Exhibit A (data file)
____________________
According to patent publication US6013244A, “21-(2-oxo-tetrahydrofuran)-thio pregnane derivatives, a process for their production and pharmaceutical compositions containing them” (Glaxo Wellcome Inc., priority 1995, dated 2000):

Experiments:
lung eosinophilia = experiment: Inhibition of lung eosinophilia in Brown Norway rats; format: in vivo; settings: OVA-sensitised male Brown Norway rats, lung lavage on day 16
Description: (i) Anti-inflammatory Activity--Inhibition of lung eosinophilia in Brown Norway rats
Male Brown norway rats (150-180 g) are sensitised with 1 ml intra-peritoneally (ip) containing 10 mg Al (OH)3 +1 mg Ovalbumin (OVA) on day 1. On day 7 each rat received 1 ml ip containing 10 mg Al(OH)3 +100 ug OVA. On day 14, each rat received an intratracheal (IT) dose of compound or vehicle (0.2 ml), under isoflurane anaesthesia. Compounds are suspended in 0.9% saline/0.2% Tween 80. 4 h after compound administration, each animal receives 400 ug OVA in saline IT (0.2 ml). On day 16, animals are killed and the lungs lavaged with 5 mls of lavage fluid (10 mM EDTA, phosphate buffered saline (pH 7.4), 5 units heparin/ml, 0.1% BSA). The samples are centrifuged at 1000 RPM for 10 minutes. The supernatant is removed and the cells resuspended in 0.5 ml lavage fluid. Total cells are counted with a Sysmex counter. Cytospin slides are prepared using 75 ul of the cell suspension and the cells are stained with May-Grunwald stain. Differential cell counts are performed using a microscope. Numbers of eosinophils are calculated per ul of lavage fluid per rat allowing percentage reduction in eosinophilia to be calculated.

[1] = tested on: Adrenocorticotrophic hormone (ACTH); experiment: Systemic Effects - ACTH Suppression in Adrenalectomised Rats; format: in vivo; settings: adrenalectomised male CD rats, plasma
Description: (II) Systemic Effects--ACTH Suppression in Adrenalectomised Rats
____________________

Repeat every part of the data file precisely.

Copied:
According to patent publication US6013244A, “21-(2-oxo-tetrahydrofuran)-thio pregnane derivatives, a process for their production and pharmaceutical compositions containing them” (Glaxo Wellcome Inc., priority 1995, dated 2000):

Experiments:
lung eosinophilia = experiment: Inhibition of lung eosinophilia in Brown Norway rats; format: in vivo; settings: OVA-sensitised male Brown Norway rats, lung lavage on day 16
Description: (i) Anti-inflammatory Activity--Inhibition of lung eosinophilia in Brown Norway rats
Male Brown norway rats (150-180 g) are sensitised with 1 ml intra-peritoneally (ip) containing 10 mg Al (OH)3 +1 mg Ovalbumin (OVA) on day 1. On day 7 each rat received 1 ml ip containing 10 mg Al(OH)3 +100 ug OVA. On day 14, each rat received an intratracheal (IT) dose of compound or vehicle (0.2 ml), under isoflurane anaesthesia. Compounds are suspended in 0.9% saline/0.2% Tween 80. 4 h after compound administration, each animal receives 400 ug OVA in saline IT (0.2 ml). On day 16, animals are killed and the lungs lavaged with 5 mls of lavage fluid (10 mM EDTA, phosphate buffered saline (pH 7.4), 5 units heparin/ml, 0.1% BSA). The samples are centrifuged at 1000 RPM for 10 minutes. The supernatant is removed and the cells resuspended in 0.5 ml lavage fluid. Total cells are counted with a Sysmex counter. Cytospin slides are prepared using 75 ul of the cell suspension and the cells are stained with May-Grunwald stain. Differential cell counts are performed using a microscope. Numbers of eosinophils are calculated per ul of lavage fluid per rat allowing percentage reduction in eosinophilia to be calculated.

[1] = tested on: Adrenocorticotrophic hormone (ACTH); experiment: Systemic Effects - ACTH Suppression in Adrenalectomised Rats; format: in vivo; settings: adrenalectomised male CD rats, plasma
Description: (II) Systemic Effects--ACTH Suppression in Adrenalectomised Rats